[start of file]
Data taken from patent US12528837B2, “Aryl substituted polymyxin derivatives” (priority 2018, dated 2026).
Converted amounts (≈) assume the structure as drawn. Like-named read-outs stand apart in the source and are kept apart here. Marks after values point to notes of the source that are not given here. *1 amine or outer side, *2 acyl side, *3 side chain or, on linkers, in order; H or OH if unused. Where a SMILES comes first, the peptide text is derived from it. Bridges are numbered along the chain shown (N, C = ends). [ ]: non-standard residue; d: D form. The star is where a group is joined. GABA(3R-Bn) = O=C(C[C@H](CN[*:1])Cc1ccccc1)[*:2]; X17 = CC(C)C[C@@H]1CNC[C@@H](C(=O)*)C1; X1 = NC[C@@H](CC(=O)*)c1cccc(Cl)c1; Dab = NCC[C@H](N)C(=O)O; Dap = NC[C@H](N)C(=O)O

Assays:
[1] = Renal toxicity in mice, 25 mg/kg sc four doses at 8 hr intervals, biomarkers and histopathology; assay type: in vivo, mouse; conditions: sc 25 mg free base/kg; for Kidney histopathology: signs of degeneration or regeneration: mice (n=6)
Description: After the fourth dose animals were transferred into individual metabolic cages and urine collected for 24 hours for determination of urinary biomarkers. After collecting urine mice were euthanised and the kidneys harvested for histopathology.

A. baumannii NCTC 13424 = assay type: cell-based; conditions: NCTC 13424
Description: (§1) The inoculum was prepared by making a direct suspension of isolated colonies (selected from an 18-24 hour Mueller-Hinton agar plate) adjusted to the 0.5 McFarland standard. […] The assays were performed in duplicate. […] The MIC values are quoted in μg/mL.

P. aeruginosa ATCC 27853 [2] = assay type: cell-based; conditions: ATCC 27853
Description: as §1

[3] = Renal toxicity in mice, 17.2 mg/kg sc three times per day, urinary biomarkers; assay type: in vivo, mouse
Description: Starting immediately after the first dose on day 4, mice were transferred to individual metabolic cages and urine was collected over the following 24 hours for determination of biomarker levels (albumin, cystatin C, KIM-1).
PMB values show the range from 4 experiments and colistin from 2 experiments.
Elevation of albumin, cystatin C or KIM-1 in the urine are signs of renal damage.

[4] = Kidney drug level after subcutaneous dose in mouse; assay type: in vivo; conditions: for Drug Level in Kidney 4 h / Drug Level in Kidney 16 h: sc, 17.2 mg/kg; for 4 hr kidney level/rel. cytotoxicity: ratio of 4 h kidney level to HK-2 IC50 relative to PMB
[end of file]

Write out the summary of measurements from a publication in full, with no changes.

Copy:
Data taken from patent US12528837B2, “Aryl substituted polymyxin derivatives” (priority 2018, dated 2026).
Converted amounts (≈) assume the structure as drawn. Like-named read-outs stand apart in the source and are kept apart here. Marks after values point to notes of the source that are not given here. *1 amine or outer side, *2 acyl side, *3 side chain or, on linkers, in order; H or OH if unused. Where a SMILES comes first, the peptide text is derived from it. Bridges are numbered along the chain shown (N, C = ends). [ ]: non-standard residue; d: D form. The star is where a group is joined. GABA(3R-Bn) = O=C(C[C@H](CN[*:1])Cc1ccccc1)[*:2]; X17 = CC(C)C[C@@H]1CNC[C@@H](C(=O)*)C1; X1 = NC[C@@H](CC(=O)*)c1cccc(Cl)c1; Dab = NCC[C@H](N)C(=O)O; Dap = NC[C@H](N)C(=O)O

Assays:
[1] = Renal toxicity in mice, 25 mg/kg sc four doses at 8 hr intervals, biomarkers and histopathology; assay type: in vivo, mouse; conditions: sc 25 mg free base/kg; for Kidney histopathology: signs of degeneration or regeneration: mice (n=6)
Description: After the fourth dose animals were transferred into individual metabolic cages and urine collected for 24 hours for determination of urinary biomarkers. After collecting urine mice were euthanised and the kidneys harvested for histopathology.

A. baumannii NCTC 13424 = assay type: cell-based; conditions: NCTC 13424
Description: (§1) The inoculum was prepared by making a direct suspension of isolated colonies (selected from an 18-24 hour Mueller-Hinton agar plate) adjusted to the 0.5 McFarland standard. […] The assays were performed in duplicate. […] The MIC values are quoted in μg/mL.

P. aeruginosa ATCC 27853 [2] = assay type: cell-based; conditions: ATCC 27853
Description: as §1

[3] = Renal toxicity in mice, 17.2 mg/kg sc three times per day, urinary biomarkers; assay type: in vivo, mouse
Description: Starting immediately after the first dose on day 4, mice were transferred to individual metabolic cages and urine was collected over the following 24 hours for determination of biomarker levels (albumin, cystatin C, KIM-1).
PMB values show the range from 4 experiments and colistin from 2 experiments.
Elevation of albumin, cystatin C or KIM-1 in the urine are signs of renal damage.

[4] = Kidney drug level after subcutaneous dose in mouse; assay type: in vivo; conditions: for Drug Level in Kidney 4 h / Drug Level in Kidney 16 h: sc, 17.2 mg/kg; for 4 hr kidney level/rel. cytotoxicity: ratio of 4 h kidney level to HK-2 IC50 relative to PMB